They studied it and they started to realize, well, fossil fuel jobs have been going away not just, not just for the last 10 years ’cause of climate change, but for the last 30 or 40 years, it's just been getting smaller and smaller. This seems like it could be a new source of revenue for us, of, of tax revenues, of property tax revenues. And this is gonna create jobs for the people who build these things. It's not gonna be the number of jobs of someone who works at a coal plant, ’cause you know, the construction jobs are there and then they kind of go away when it's finished being built, but it's something, and they worked through this and they worked with these companies and eventually they said, OK, this, this could be helpful for us.

WEICKUM (tape): So this new wind thing has really rocked a lot of boats because for a while there, they were looked at as the enemy. Every watt of power the wind farm makes is a watt of power the fossil fuels is not gonna sell. 

SAMMY: I actually talked with Terry Weickum, the mayor of Rawlins — the town near the ranch where Anschutz is building his wind farm — and what he told me was that when wind developers first came to Carbon County, that the people there were scared to death, but eventually they came around. 

WEICKUM (tape): The biggest part of having the wind farms take place in our vicinity is taxes. Six percent of a few billion dollars is a lot of money. So we educated ourself and got comfortable with it. Just like probably you were scared to death the first time you got on a bicycle, ’cause it could hurt you. But then you found out how to use it. And now you have a wind farm. Ha ha.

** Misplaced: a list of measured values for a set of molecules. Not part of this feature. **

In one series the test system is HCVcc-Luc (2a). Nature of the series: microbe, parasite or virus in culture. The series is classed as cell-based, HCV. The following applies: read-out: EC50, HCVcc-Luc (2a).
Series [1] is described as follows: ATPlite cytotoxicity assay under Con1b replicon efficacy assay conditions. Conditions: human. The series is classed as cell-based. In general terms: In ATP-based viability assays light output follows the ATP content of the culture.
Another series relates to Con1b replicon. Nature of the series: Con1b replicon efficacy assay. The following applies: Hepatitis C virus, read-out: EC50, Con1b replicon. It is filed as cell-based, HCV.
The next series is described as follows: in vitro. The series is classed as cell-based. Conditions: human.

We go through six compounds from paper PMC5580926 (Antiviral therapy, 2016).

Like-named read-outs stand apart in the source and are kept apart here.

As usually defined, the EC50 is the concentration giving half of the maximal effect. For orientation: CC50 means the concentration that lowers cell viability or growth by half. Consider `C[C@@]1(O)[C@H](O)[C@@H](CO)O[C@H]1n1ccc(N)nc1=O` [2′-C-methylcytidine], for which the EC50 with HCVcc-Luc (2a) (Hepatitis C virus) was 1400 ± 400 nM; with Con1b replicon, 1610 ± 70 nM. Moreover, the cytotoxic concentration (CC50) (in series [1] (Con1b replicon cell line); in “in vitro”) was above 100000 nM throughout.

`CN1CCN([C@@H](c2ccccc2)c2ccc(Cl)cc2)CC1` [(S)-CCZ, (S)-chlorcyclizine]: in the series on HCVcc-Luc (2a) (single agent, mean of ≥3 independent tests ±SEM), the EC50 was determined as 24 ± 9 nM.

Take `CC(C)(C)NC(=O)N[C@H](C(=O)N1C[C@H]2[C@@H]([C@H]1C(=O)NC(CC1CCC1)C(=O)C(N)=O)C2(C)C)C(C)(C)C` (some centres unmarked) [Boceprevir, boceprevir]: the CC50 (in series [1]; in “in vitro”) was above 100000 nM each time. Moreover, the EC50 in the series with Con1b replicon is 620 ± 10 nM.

SAMMY: Other parts of the state maybe still see it as scary, but in the places where these things are being built, there's actually quite a bit of support for it now in red Wyoming.

GUSTAVO: And you've mentioned already a couple of times this guy, Philip Anschutz. Who is he?

SAMMY: Well, he, if you ever have been to the former Staples Center, the arena in downtown L.A., he owns that. He owns the Kings hockey team. He owns the Coachella music festival. He used to own a railroad and the Regal Cinemas, too. I mean, he's fabulously wealthy. He's based out of Denver. He’s pretty reclusive. You don't see him out in the headlines a lot. He doesn't talk to the press. He wouldn't talk to me for the story. 

You know, he's been in oil and gas for a long time. That's how he made his first fortune out in the West. He struck it rich on a good oil strike, and it may seem incongruous to see him becoming this, you know, renewable energy baron now in the 21st century, but he owns this big ranch. It's one of the windiest spots in the country. His executive who oversaw this ranch came to him and said, I think we could make a killing here, building wind turbines. And, you know, he's a businessman and conservative politics and oil and gas aside, he embraced that and said, great, let's spend billions of dollars and make this happen. 

And they've already in advance of major construction activities spent hundreds of millions of dollars, you know, getting this thing ready to go. They're doing this without a buyer. they don't actually have a confirmed customer for who's going to purchase all of this electricity at the end of the day. They're basically building it on spec. They're really confident that Los Angeles or some other party or parties in California are gonna come forward and agree to purchase this stuff when it's ready to go. But it’s really unique in that they're doing it without a buyer up front.